The first attempt after the First World War by the Treaty of Versailles and the League of Nations failed tragically. Instead, the world got European fascism, US isolationism, a global economic crisis, and millions dead from the Holocaust and World War II.
After World War II, the US and its partners were dramatically more successful, building the so-called “liberal international order” through the Marshall Plan and new multilateral institutions such as the United Nations, the World Bank and IMF, NATO, the European Union, and others.
The third attempt came after the West’s triumph in the Cold War. European democracies emerged or were restored, NATO expanded, the European Union expanded, and for a time it seemed that the rules, practices and institutions developed in the West after World War II and during the Cold War era could record and control an extension international order. China benefited from this arrangement and for a time accepted it.
What has been eroding for some years now is the US leadership’s commitment to defending, maintaining and advancing this expanded international order – what Kissinger described as “an inexorably expanding cooperative order of states that adhere to common rules and norms, embrace liberal economic systems, renounce territorial conquests, respect national sovereignty and introduce participatory and democratic systems of government.”
American foreign policy leadership has rarely been consistent, but after World War II and up to the end of the Cold War it was remarkable. Since then, the inconsistencies have grown, underscored by former President Barack Obama’s “leading from behind” and former President Donald Trump’s “America First”.
Both were, in their own way, a retreat from former President Harry Truman and the post-WWII architecture and global US leadership that he established and embraced.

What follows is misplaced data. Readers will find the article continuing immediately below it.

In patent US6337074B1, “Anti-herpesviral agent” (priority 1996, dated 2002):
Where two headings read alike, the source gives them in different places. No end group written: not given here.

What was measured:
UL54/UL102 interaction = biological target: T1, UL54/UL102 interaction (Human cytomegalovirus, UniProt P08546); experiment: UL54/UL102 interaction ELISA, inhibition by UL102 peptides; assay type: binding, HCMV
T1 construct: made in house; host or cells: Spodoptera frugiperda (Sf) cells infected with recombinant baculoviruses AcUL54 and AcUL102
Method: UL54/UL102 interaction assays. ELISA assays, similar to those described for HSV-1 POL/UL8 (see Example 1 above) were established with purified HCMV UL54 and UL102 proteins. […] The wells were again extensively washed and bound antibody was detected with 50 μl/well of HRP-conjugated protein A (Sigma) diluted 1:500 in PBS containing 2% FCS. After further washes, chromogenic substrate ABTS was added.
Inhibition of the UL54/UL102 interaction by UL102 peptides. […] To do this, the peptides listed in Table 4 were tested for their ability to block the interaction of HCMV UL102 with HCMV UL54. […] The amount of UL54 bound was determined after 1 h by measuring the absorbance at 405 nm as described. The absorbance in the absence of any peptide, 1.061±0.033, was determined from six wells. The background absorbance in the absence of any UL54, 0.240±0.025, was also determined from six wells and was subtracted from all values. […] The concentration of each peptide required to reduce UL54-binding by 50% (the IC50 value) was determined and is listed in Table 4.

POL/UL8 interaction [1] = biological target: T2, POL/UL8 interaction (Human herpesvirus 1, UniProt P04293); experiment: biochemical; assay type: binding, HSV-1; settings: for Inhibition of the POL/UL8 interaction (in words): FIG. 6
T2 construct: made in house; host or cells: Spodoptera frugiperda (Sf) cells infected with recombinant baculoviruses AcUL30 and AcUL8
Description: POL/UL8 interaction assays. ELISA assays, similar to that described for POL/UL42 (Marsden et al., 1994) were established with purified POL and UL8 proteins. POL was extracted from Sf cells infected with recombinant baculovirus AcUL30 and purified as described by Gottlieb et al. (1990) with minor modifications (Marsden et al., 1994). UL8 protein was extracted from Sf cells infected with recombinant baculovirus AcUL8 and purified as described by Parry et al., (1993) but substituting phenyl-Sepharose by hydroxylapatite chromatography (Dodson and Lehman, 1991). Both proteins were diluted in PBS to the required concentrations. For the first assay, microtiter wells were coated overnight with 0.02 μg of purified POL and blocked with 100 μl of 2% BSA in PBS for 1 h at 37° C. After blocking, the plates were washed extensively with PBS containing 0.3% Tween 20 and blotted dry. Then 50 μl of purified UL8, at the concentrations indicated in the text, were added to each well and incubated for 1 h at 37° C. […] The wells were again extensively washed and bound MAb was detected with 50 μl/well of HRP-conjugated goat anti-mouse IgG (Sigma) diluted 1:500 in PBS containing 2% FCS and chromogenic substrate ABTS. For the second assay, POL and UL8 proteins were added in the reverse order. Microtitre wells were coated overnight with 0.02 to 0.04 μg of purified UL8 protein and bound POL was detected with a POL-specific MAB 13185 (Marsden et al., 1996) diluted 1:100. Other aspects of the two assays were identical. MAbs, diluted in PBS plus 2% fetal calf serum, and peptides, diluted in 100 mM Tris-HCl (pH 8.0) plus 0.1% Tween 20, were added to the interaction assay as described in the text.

In the Middle East, countries like Saudi Arabia and the United Arab Emirates, which were once our closest allies, are now taking their bets. Iranian disagreements aside, former President Trump’s failure to accept his own election defeat casts doubt among our friends on the durability of the American political system and the consistency of US foreign policy.
Furthermore, our Middle Eastern friends resent the Biden administration’s characterization of emerging global competition as a struggle between democracy and authoritarianism.
“Every attempt at democracy in the Arab world has become ideological or tribal, so I’m not sure we can successfully implement that,” Anwar Gargash, diplomatic adviser to the President of the United Arab Emirates, said at the world government summit. He sees the issues between democracy and authoritarianism as governance rather than binary, and the solution is “something in the middle of both.”
President Joe Biden’s decision to release an “unprecedented” 180 million barrels of crude from the US Strategic Petroleum Reserve on Thursday was an acknowledgment that America’s traditional oil partners were unwilling to help him. The decision came hours after OPEC ignored calls from Western politicians to pump oil faster – and opposed any suggestion to remove Russia from the organization.
Meanwhile, Russian Foreign Minister Sergei Lavrov visited New Delhi this week to thank India for its refusal to join sanctions against Russia, an approach shared by Brazil, Mexico, Israel and the UAE. Lavrov said: “We will be ready to deliver to India any goods that India wants to buy.”
To shape the future world order, the US and Europe must first reverse the path of Western and democratic decline in Ukraine.
The rest must follow.
—Friedrich Kempe is President and Chief Executive Officer of the Atlantic Council.